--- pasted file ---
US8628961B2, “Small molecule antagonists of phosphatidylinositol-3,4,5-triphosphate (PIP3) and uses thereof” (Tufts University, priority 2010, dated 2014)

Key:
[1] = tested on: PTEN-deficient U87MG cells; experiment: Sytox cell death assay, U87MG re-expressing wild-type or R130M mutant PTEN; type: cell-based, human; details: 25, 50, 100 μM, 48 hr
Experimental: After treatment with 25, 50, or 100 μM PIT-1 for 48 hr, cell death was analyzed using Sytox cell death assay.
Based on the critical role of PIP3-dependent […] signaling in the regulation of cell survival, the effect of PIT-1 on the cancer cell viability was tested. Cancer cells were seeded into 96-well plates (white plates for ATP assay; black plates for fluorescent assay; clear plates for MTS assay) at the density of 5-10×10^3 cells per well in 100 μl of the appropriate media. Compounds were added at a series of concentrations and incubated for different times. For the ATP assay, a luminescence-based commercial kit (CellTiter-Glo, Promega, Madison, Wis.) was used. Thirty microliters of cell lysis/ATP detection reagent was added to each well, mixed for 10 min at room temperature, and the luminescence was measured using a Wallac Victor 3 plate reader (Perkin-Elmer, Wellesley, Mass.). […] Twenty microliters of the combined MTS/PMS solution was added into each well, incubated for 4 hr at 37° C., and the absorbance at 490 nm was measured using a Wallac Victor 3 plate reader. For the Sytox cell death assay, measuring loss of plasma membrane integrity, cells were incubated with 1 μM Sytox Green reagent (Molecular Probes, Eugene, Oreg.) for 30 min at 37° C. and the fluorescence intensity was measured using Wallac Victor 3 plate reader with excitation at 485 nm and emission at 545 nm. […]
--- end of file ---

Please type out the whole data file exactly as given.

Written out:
US8628961B2, “Small molecule antagonists of phosphatidylinositol-3,4,5-triphosphate (PIP3) and uses thereof” (Tufts University, priority 2010, dated 2014)

Key:
[1] = tested on: PTEN-deficient U87MG cells; experiment: Sytox cell death assay, U87MG re-expressing wild-type or R130M mutant PTEN; type: cell-based, human; details: 25, 50, 100 μM, 48 hr
Experimental: After treatment with 25, 50, or 100 μM PIT-1 for 48 hr, cell death was analyzed using Sytox cell death assay.
Based on the critical role of PIP3-dependent […] signaling in the regulation of cell survival, the effect of PIT-1 on the cancer cell viability was tested. Cancer cells were seeded into 96-well plates (white plates for ATP assay; black plates for fluorescent assay; clear plates for MTS assay) at the density of 5-10×10^3 cells per well in 100 μl of the appropriate media. Compounds were added at a series of concentrations and incubated for different times. For the ATP assay, a luminescence-based commercial kit (CellTiter-Glo, Promega, Madison, Wis.) was used. Thirty microliters of cell lysis/ATP detection reagent was added to each well, mixed for 10 min at room temperature, and the luminescence was measured using a Wallac Victor 3 plate reader (Perkin-Elmer, Wellesley, Mass.). […] Twenty microliters of the combined MTS/PMS solution was added into each well, incubated for 4 hr at 37° C., and the absorbance at 490 nm was measured using a Wallac Victor 3 plate reader. For the Sytox cell death assay, measuring loss of plasma membrane integrity, cells were incubated with 1 μM Sytox Green reagent (Molecular Probes, Eugene, Oreg.) for 30 min at 37° C. and the fluorescence intensity was measured using Wallac Victor 3 plate reader with excitation at 485 nm and emission at 545 nm. […]